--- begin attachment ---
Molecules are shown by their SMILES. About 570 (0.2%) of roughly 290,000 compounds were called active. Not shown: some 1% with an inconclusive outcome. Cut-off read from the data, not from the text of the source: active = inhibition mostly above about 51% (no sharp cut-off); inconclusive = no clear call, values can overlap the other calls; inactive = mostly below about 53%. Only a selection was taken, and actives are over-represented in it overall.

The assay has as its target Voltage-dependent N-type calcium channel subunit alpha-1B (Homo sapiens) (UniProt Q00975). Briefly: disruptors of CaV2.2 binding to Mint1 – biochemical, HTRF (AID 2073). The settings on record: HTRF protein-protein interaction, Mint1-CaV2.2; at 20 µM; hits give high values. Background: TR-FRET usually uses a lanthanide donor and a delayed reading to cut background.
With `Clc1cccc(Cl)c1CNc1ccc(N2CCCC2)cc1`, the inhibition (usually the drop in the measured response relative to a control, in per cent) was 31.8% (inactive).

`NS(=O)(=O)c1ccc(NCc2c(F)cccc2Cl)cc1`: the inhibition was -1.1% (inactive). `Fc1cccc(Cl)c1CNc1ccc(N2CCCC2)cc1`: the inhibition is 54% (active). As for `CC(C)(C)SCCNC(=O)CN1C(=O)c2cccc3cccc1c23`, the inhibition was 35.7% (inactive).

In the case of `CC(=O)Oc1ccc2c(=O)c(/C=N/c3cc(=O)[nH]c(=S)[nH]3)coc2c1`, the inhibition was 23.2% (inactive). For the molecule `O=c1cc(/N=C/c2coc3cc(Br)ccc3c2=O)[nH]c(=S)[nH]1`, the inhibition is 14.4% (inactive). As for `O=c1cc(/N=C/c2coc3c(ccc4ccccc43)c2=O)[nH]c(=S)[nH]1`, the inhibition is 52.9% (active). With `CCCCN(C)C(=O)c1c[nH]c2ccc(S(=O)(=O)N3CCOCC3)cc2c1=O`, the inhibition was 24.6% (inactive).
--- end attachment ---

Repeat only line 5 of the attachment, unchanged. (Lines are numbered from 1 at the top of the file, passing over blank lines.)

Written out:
In the case of `CC(=O)Oc1ccc2c(=O)c(/C=N/c3cc(=O)[nH]c(=S)[nH]3)coc2c1`, the inhibition was 23.2% (inactive). For the molecule `O=c1cc(/N=C/c2coc3cc(Br)ccc3c2=O)[nH]c(=S)[nH]1`, the inhibition is 14.4% (inactive). As for `O=c1cc(/N=C/c2coc3c(ccc4ccccc43)c2=O)[nH]c(=S)[nH]1`, the inhibition is 52.9% (active). With `CCCCN(C)C(=O)c1c[nH]c2ccc(S(=O)(=O)N3CCOCC3)cc2c1=O`, the inhibition was 24.6% (inactive).